Skip to: Content
Skip to: Site Navigation
Skip to: Search


Israel scrambles Palestinian 'right of return' with Jewish refugee talk

Some 856,000 Middle Eastern Jews fled their home countries after Israel's founding. If Palestinian refugees are to be considered for compensation, these Jews should be, too, Israel argues.

(Page 2 of 2)



Egypt, Algeria, and Jordan all passed laws in the 1950s and early '60s preventing Jews from holding citizenship. And Jews were the target of significant violence, particularly in Libya and Iraq, where hundreds were killed.  

Skip to next paragraph

Zionists, eager to bolster the population of their new state, recruited fellow Jews during these tumultuous times and the Israeli government helped to orchestrate the floods of new immigrants.

Timing

Israel originally romanticized the exodus of Jews from Arab countries; the transport of 50,000 Jews from Yemen became colloquially known as the “magic carpet” operation, for example. Only more recently has Israel sought to emphasize the suffering endured by such refugees.

Indeed, part of what makes Israel’s campaign controversial now is the timing, which some say is politically motivated.

“You can definitely be a refugee and be fleeing persecution and then end up showing up [in Israel],” says Diana Buttu, an international human rights lawyer and former adviser to the Palestinian negotiating team, adding that that’s not the real issue. “I think what’s driving it is: (1) they want to completely eliminate the issue of the right of return, (2) ... they want to create this idea of homelands and that the only place you can flee to is your homeland.”

The implication, she says, is that Palestinians in the future could only return to the part of historical Palestine designated as a Palestinian state –and not inside Israel proper, where many of them lived before 1948. 

But Yigal Palmor, spokesman for Israel’s Foreign Ministry, describes the current push as the maturing of long-term political and social processes – including the gradual willingness of Holocaust survivors to discuss their experiences and seek reparations, thereby awakening Arab Jews’ desire to make similar claims, and the growing political clout of Arab Jews over the years.

He flatly denies that it’s a political ploy.

“It’s not that we’re negotiating Palestinian demands [on refugees] and someone comes up with this idea on how to neutralize Palestinian demands,” he says. 

He also notes that Israel has always been highly critical that the UN created a special agency for Palestinian refugees, known as UNRWA.

According to a 2008 assessment by international economist Sydney Zabludoff, who has spent years working on Jewish reparation issues, UNRWA has spent more than triple the amount the Palestinians originally lost in 1948. To be sure, the Palestinian refugee population has expanded to some 4 million since then as Arab countries have resisted assimilating them and the Israeli-Palestinian peace process remains stalled.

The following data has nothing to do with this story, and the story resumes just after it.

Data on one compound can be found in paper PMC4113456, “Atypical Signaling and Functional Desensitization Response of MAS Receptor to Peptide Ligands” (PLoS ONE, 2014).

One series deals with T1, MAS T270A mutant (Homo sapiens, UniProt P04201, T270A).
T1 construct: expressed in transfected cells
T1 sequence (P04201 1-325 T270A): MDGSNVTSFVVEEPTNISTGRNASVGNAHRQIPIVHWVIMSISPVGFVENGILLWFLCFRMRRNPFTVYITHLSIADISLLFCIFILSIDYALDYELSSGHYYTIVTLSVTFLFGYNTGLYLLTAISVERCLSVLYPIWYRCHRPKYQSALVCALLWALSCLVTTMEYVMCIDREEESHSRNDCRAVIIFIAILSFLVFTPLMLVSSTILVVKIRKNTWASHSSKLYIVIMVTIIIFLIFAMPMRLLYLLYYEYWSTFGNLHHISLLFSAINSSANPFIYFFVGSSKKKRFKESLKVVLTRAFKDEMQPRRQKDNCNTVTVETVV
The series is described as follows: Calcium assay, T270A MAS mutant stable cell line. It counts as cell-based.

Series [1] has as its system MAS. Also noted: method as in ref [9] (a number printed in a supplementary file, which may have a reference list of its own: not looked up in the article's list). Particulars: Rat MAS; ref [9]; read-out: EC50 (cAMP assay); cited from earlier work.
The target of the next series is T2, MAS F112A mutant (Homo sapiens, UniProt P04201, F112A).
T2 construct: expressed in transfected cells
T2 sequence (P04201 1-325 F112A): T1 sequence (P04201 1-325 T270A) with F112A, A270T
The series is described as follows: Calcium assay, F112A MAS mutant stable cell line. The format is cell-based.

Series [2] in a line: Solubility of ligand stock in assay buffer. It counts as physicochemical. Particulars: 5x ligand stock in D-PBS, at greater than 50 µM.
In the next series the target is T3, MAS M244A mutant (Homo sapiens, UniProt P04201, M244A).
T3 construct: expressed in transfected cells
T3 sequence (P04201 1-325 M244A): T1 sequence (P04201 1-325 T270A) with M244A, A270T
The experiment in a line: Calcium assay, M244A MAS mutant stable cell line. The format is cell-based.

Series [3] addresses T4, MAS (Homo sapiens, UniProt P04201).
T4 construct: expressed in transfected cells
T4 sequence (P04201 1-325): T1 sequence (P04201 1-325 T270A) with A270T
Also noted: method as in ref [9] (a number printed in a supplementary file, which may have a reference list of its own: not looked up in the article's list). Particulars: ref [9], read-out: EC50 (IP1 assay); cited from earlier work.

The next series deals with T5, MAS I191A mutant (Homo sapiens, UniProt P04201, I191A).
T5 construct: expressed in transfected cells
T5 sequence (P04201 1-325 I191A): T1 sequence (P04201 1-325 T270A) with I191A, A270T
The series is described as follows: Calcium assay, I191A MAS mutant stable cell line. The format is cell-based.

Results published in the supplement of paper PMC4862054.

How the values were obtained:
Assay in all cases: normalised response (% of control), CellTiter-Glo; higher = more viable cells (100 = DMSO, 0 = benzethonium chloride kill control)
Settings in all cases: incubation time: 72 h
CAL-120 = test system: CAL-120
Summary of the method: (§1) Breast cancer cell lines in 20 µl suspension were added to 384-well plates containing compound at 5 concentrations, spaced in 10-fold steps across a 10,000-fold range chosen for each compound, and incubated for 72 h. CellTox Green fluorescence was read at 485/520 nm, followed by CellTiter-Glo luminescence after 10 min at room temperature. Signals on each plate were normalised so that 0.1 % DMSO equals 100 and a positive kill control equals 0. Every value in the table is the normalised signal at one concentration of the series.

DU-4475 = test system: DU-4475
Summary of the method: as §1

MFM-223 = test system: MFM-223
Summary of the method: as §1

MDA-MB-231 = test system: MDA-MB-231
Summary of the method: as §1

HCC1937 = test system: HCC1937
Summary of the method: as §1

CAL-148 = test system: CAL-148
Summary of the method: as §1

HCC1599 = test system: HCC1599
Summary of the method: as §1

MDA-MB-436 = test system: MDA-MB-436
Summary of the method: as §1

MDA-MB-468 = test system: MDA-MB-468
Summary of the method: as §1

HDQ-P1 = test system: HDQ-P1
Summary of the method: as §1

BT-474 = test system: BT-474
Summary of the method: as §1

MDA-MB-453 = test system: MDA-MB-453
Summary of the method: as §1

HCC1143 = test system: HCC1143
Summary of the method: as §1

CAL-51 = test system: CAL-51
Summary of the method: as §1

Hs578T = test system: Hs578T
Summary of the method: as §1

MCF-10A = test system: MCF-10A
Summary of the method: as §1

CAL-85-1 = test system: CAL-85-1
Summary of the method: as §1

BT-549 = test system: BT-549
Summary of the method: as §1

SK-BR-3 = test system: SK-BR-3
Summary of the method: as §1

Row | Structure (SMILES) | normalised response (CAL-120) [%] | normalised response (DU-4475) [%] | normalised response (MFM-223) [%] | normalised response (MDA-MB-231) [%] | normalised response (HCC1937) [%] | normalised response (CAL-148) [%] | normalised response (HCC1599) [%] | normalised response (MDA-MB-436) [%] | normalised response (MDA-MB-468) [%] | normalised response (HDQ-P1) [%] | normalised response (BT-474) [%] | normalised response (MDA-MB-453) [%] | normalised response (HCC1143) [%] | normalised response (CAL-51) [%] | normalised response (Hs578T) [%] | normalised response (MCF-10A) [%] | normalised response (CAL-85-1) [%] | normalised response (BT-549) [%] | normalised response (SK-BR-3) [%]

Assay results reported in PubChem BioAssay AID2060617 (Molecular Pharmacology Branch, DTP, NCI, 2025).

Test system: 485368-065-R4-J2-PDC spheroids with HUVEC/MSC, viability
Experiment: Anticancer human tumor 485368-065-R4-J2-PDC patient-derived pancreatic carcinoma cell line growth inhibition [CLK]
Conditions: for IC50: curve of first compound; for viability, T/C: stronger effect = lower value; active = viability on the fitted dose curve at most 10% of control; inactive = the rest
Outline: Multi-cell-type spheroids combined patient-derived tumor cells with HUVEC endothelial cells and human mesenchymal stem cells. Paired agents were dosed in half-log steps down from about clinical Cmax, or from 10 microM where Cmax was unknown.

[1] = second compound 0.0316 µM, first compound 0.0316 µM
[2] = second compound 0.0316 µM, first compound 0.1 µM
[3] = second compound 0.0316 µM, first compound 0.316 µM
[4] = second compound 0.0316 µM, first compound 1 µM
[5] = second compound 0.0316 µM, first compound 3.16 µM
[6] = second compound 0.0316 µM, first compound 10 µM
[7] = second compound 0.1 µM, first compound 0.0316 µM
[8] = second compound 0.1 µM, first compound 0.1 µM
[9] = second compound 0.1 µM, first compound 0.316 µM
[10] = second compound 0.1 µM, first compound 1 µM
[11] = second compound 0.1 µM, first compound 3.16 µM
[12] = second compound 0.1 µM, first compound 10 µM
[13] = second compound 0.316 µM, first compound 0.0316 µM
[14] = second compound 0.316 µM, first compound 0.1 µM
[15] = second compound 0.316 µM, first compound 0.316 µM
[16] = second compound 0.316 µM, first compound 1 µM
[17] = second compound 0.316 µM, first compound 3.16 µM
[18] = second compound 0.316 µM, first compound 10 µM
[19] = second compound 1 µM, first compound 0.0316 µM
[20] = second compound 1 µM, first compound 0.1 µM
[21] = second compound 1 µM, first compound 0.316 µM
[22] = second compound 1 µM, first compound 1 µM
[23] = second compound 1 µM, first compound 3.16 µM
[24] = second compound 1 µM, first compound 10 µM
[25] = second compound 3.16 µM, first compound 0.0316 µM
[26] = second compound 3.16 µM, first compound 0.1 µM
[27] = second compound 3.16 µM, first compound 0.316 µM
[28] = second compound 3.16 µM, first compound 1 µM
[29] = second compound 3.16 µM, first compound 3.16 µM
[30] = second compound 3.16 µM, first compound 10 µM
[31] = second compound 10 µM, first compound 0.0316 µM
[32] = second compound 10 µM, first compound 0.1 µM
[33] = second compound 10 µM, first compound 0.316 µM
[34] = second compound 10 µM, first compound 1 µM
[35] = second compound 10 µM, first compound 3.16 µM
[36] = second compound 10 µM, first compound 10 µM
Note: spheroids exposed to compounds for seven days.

Settling accounts

But the most controversial aspect to Israel’s campaign is the perceived attempt to equate the suffering of Arab Jews with that of Palestinians and thus cancel out both accounts without individuals on either side receiving compensation. 

"It all sort of comes out in the wash, they [Arab Jews] had a lot of property, they were pretty wealthy … it’s far too complicated, let’s just call it a day," says Ms. Buttu, summarizing her view of what the Israelis will say in negotiations.

In Israel, a group of Iraqi Jews issued a statement recently thanking Israel for recognizing them as refugees but taking issue with the new campaign. They wrote in part, “we will not agree with the option that compensation for our property be offset by compensation for the lost property of others (meaning, Palestinian refugees).” 

Zvi Gabai, a former Israeli ambassador whose family came to Israel from Iraq in 1951 with nothing, says the answer lies in a suggestion he attributes to President Bill Clinton: establishing an international fund to compensate Palestinian refugees as well as Jewish refugees.

“I think this would be the best way to solve the question,” he says. “To compensate both groups of refugees.”

Permissions

  • Weekly review of global news and ideas
  • Balanced, insightful and trustworthy
  • Subscribe in print or digital

Special Offer

 

Doing Good

 

What happens when ordinary people decide to pay it forward? Extraordinary change...

Danny Bent poses at the starting line of the Boston Marathon in Hopkinton, Mass.

After the Boston Marathon bombings, Danny Bent took on a cross-country challenge

The athlete-adventurer co-founded a relay run called One Run for Boston that started in Los Angeles and ended at the marathon finish line to raise funds for victims.

 
 
Become a fan! Follow us! Google+ YouTube See our feeds!